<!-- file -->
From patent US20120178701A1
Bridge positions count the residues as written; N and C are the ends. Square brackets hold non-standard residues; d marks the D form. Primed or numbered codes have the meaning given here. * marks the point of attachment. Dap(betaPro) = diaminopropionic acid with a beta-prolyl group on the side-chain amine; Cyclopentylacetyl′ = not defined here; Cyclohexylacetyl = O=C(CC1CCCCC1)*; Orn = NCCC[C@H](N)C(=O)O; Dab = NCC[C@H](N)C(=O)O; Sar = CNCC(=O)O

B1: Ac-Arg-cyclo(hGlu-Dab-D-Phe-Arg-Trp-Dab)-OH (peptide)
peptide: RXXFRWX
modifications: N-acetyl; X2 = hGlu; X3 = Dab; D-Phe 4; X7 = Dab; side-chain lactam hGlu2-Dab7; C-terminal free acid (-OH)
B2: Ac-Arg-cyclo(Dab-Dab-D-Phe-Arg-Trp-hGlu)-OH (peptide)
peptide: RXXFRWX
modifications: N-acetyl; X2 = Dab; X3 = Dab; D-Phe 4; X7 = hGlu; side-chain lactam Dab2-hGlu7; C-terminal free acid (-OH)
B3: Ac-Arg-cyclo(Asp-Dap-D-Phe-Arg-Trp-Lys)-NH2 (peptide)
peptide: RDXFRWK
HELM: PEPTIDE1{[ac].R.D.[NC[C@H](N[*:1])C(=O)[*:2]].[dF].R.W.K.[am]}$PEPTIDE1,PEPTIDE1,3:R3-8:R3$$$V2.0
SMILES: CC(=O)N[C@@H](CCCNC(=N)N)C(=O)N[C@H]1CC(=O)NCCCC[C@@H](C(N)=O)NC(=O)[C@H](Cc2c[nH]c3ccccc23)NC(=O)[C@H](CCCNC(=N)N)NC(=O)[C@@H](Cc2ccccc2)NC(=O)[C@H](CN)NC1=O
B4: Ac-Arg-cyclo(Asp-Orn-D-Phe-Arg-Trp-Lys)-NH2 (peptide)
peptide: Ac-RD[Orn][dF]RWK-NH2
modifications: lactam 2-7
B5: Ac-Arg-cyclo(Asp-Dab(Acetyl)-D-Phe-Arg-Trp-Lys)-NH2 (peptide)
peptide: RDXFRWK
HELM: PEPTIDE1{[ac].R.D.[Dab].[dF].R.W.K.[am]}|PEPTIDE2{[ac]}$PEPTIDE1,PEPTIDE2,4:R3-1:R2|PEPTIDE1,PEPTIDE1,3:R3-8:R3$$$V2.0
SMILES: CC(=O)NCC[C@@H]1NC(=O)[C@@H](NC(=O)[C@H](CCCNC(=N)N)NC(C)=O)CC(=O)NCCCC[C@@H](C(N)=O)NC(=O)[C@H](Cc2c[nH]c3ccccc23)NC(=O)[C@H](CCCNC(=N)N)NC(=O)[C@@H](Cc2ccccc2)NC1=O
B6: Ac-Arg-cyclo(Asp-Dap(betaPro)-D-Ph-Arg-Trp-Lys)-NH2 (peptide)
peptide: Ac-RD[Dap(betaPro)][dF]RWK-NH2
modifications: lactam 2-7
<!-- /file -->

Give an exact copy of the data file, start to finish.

From patent US20120178701A1
Bridge positions count the residues as written; N and C are the ends. Square brackets hold non-standard residues; d marks the D form. Primed or numbered codes have the meaning given here. * marks the point of attachment. Dap(betaPro) = diaminopropionic acid with a beta-prolyl group on the side-chain amine; Cyclopentylacetyl′ = not defined here; Cyclohexylacetyl = O=C(CC1CCCCC1)*; Orn = NCCC[C@H](N)C(=O)O; Dab = NCC[C@H](N)C(=O)O; Sar = CNCC(=O)O

B1: Ac-Arg-cyclo(hGlu-Dab-D-Phe-Arg-Trp-Dab)-OH (peptide)
peptide: RXXFRWX
modifications: N-acetyl; X2 = hGlu; X3 = Dab; D-Phe 4; X7 = Dab; side-chain lactam hGlu2-Dab7; C-terminal free acid (-OH)
B2: Ac-Arg-cyclo(Dab-Dab-D-Phe-Arg-Trp-hGlu)-OH (peptide)
peptide: RXXFRWX
modifications: N-acetyl; X2 = Dab; X3 = Dab; D-Phe 4; X7 = hGlu; side-chain lactam Dab2-hGlu7; C-terminal free acid (-OH)
B3: Ac-Arg-cyclo(Asp-Dap-D-Phe-Arg-Trp-Lys)-NH2 (peptide)
peptide: RDXFRWK
HELM: PEPTIDE1{[ac].R.D.[NC[C@H](N[*:1])C(=O)[*:2]].[dF].R.W.K.[am]}$PEPTIDE1,PEPTIDE1,3:R3-8:R3$$$V2.0
SMILES: CC(=O)N[C@@H](CCCNC(=N)N)C(=O)N[C@H]1CC(=O)NCCCC[C@@H](C(N)=O)NC(=O)[C@H](Cc2c[nH]c3ccccc23)NC(=O)[C@H](CCCNC(=N)N)NC(=O)[C@@H](Cc2ccccc2)NC(=O)[C@H](CN)NC1=O
B4: Ac-Arg-cyclo(Asp-Orn-D-Phe-Arg-Trp-Lys)-NH2 (peptide)
peptide: Ac-RD[Orn][dF]RWK-NH2
modifications: lactam 2-7
B5: Ac-Arg-cyclo(Asp-Dab(Acetyl)-D-Phe-Arg-Trp-Lys)-NH2 (peptide)
peptide: RDXFRWK
HELM: PEPTIDE1{[ac].R.D.[Dab].[dF].R.W.K.[am]}|PEPTIDE2{[ac]}$PEPTIDE1,PEPTIDE2,4:R3-1:R2|PEPTIDE1,PEPTIDE1,3:R3-8:R3$$$V2.0
SMILES: CC(=O)NCC[C@@H]1NC(=O)[C@@H](NC(=O)[C@H](CCCNC(=N)N)NC(C)=O)CC(=O)NCCCC[C@@H](C(N)=O)NC(=O)[C@H](Cc2c[nH]c3ccccc23)NC(=O)[C@H](CCCNC(=N)N)NC(=O)[C@@H](Cc2ccccc2)NC1=O
B6: Ac-Arg-cyclo(Asp-Dap(betaPro)-D-Ph-Arg-Trp-Lys)-NH2 (peptide)
peptide: Ac-RD[Dap(betaPro)][dF]RWK-NH2
modifications: lactam 2-7